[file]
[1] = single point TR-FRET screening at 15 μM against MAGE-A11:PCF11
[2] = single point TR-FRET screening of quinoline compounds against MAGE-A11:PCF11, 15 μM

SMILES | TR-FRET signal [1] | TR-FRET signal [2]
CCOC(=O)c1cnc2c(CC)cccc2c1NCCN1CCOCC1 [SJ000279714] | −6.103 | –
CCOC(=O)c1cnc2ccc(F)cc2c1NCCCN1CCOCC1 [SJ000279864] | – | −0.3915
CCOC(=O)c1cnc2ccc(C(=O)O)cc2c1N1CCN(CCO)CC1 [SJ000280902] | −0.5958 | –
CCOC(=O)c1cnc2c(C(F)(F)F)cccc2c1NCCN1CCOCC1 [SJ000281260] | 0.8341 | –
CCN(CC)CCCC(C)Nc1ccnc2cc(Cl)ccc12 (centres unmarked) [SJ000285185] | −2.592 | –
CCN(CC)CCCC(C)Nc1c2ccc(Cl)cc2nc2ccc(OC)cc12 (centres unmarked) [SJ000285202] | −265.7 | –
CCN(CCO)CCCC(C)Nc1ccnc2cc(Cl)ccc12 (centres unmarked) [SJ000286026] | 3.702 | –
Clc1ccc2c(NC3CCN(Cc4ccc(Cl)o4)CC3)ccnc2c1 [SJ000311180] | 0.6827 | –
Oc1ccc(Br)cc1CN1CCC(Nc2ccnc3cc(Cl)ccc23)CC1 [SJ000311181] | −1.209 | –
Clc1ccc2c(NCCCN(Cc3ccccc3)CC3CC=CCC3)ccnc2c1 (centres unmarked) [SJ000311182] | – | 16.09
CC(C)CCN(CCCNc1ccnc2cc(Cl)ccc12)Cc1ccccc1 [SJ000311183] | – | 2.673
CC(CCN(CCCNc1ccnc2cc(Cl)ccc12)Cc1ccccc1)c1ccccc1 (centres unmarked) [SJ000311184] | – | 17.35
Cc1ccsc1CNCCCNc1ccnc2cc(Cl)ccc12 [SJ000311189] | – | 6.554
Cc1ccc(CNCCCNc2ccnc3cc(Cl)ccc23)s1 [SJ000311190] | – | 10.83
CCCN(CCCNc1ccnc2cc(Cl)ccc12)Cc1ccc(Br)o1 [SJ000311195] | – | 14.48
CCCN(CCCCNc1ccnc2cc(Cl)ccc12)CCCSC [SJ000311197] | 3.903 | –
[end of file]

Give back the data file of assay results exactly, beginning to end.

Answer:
[1] = single point TR-FRET screening at 15 μM against MAGE-A11:PCF11
[2] = single point TR-FRET screening of quinoline compounds against MAGE-A11:PCF11, 15 μM

SMILES | TR-FRET signal [1] | TR-FRET signal [2]
CCOC(=O)c1cnc2c(CC)cccc2c1NCCN1CCOCC1 [SJ000279714] | −6.103 | –
CCOC(=O)c1cnc2ccc(F)cc2c1NCCCN1CCOCC1 [SJ000279864] | – | −0.3915
CCOC(=O)c1cnc2ccc(C(=O)O)cc2c1N1CCN(CCO)CC1 [SJ000280902] | −0.5958 | –
CCOC(=O)c1cnc2c(C(F)(F)F)cccc2c1NCCN1CCOCC1 [SJ000281260] | 0.8341 | –
CCN(CC)CCCC(C)Nc1ccnc2cc(Cl)ccc12 (centres unmarked) [SJ000285185] | −2.592 | –
CCN(CC)CCCC(C)Nc1c2ccc(Cl)cc2nc2ccc(OC)cc12 (centres unmarked) [SJ000285202] | −265.7 | –
CCN(CCO)CCCC(C)Nc1ccnc2cc(Cl)ccc12 (centres unmarked) [SJ000286026] | 3.702 | –
Clc1ccc2c(NC3CCN(Cc4ccc(Cl)o4)CC3)ccnc2c1 [SJ000311180] | 0.6827 | –
Oc1ccc(Br)cc1CN1CCC(Nc2ccnc3cc(Cl)ccc23)CC1 [SJ000311181] | −1.209 | –
Clc1ccc2c(NCCCN(Cc3ccccc3)CC3CC=CCC3)ccnc2c1 (centres unmarked) [SJ000311182] | – | 16.09
CC(C)CCN(CCCNc1ccnc2cc(Cl)ccc12)Cc1ccccc1 [SJ000311183] | – | 2.673
CC(CCN(CCCNc1ccnc2cc(Cl)ccc12)Cc1ccccc1)c1ccccc1 (centres unmarked) [SJ000311184] | – | 17.35
Cc1ccsc1CNCCCNc1ccnc2cc(Cl)ccc12 [SJ000311189] | – | 6.554
Cc1ccc(CNCCCNc2ccnc3cc(Cl)ccc23)s1 [SJ000311190] | – | 10.83
CCCN(CCCNc1ccnc2cc(Cl)ccc12)Cc1ccc(Br)o1 [SJ000311195] | – | 14.48
CCCN(CCCCNc1ccnc2cc(Cl)ccc12)CCCSC [SJ000311197] | 3.903 | –